After a small clinical trial confirmed the tea’s ability to lower blood pressure, researchers in Mexico conducted a randomized controlled clinical trial, comparing hibiscus tea with captopril, an antihypertensive drug. As reported in a 2004 issue of Phytomedicine, 39 patients in the hibiscus group and 36 patients in the control group completed the study. After four weeks, both groups experienced a significant drop in both systolic and diastolic blood pressure.

In 2007, the same researchers in Mexico conducted a larger controlled clinical study involving 193 patients. Again, after four weeks, the hibiscus reduced both systolic and diastolic blood pressure, this time by about12 percent.

Researchers believe the herb’s ability to lower blood pressure stems from its diuretic effect and inhibition of an enzyme that can cause hypertension. More studies are needed to determine the optimum dose, but it is likely to be more than an occasional cup of tea.–Steven Foster

The reference list for this article is extensive; for complete references for these and related studies, pleaseclick here.

Garlic Protects Against Arsenic Poisoning

Long revered for its ability to ward off an array of maladies, garlic now appears to hold power against another villain. New research conducted by scientists at the Indian Institute of Chemical Biology in Kolkata, India, suggests garlic might prevent arsenic poisoning.

This is especially good news for those living in parts of the Western and Southwestern United States, where arsenic concentrations in groundwater are naturally high, sometimes exceeding maximum contaminant levels set by the National Research Council. Arsenic poisoning is linked to skin cancer, internal cancers and other diseases.

In the study, rats given garlic extract after drinking arsenic-laced water showed fewer toxic effects than those given arsenic alone. The garlic reduced the amount of lipid oxidation caused by arsenic and increased the amount of antioxidant enzymes in the rats. The rats also had less arsenic in their blood and more of it in their urine, indicating that garlic helped rid their bodies of arsenic.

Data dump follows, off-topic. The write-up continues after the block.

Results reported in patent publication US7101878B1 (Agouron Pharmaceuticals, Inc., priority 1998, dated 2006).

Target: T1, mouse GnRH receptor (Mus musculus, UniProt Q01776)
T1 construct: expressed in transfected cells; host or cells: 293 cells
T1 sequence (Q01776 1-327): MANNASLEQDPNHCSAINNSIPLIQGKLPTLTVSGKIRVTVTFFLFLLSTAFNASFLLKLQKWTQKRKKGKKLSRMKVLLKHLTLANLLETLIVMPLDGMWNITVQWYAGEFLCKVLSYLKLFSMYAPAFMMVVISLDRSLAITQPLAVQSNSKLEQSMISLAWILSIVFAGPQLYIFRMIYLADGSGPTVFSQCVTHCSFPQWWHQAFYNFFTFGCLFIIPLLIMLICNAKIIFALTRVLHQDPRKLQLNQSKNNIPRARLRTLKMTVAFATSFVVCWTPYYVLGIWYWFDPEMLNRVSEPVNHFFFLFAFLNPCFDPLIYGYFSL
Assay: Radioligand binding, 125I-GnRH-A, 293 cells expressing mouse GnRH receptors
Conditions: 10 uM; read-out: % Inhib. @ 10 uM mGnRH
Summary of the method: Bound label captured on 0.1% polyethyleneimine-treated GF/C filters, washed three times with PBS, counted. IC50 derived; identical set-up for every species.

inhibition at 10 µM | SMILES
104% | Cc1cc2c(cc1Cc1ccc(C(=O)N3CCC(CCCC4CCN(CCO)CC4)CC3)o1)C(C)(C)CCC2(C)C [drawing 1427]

If you live in an area where water contains high levels of arsenic, consider adding more fresh garlic to your diet. The authors suggest eating one to three raw garlic cloves daily. –Cindy Jones, Ph.D.

For more information, see Food and Chemical Toxicology, 46: 740-751.

For complete references for this article, pleaseclick here

Sage: You Must Remember This

New evidence seems to support the words of John Gerard in The Herbal (1597), “Sage is singularly good for the head and brain, quickeneth the senses and memory.”

In a 2008 issue of Psychopharmacology, Australian researchers reported that sage extract improved memory and attention in a group of 20 healthy adults older than 65. The randomized, placebo-controlled, double-blind clinical study determined that a dose of 333 mg was the most effective of four doses evaluated.

Previously, reported in a 2005 issue of Physiology and Behaviour, researchers in the United Kingdom found that Spanish sage (Salvia lavandulaefolia) essential oil significantly improved mood and cognitive performance among 24 healthy young subjects. Mood was measured as self-rated alertness, calmness and contentedness.

As researchers conduct future studies of sage, perhaps they should consider Gerard’s advice: “No man needeth to doubt of the wholesomeness of sage ale.” Now there’s a palatable sage extract. –S. F.

The reference list for this article is extensive; for complete references for these and related studies, pleaseclick here.

About the authors:Robin Siktberg is horticulturist and editor for The Herb Society of America. Steven Foster is an author, photographer and consultant, specializing in medicinal plants. Cindy Jones, Ph.D., is owner of Sagescript Institute at